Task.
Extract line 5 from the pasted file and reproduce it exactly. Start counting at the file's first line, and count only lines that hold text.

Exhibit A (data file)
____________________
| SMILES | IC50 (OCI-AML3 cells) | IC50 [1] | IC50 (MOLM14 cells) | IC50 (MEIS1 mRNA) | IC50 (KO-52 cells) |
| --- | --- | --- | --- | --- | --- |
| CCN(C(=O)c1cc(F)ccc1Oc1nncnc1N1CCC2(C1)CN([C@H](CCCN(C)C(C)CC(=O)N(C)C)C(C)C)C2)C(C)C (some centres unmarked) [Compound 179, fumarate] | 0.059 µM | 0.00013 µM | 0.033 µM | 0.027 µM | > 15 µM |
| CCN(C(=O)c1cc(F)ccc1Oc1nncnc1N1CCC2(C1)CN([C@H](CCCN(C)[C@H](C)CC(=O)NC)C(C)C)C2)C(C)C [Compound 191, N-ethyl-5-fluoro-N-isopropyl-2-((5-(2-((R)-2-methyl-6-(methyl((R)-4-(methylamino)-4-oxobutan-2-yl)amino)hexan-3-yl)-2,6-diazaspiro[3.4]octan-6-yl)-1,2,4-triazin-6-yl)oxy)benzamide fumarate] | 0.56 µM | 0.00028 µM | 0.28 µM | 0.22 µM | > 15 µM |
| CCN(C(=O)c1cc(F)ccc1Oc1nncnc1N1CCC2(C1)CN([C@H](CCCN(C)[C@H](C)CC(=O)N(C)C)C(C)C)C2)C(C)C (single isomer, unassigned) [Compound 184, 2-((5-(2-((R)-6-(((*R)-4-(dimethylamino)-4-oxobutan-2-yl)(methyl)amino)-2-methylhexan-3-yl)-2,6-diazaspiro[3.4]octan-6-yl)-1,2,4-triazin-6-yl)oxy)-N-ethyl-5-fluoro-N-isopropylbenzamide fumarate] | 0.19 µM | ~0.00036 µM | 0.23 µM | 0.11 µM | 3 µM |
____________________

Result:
| CCN(C(=O)c1cc(F)ccc1Oc1nncnc1N1CCC2(C1)CN([C@H](CCCN(C)[C@H](C)CC(=O)N(C)C)C(C)C)C2)C(C)C (single isomer, unassigned) [Compound 184, 2-((5-(2-((R)-6-(((*R)-4-(dimethylamino)-4-oxobutan-2-yl)(methyl)amino)-2-methylhexan-3-yl)-2,6-diazaspiro[3.4]octan-6-yl)-1,2,4-triazin-6-yl)oxy)-N-ethyl-5-fluoro-N-isopropylbenzamide fumarate] | 0.19 µM | ~0.00036 µM | 0.23 µM | 0.11 µM | 3 µM |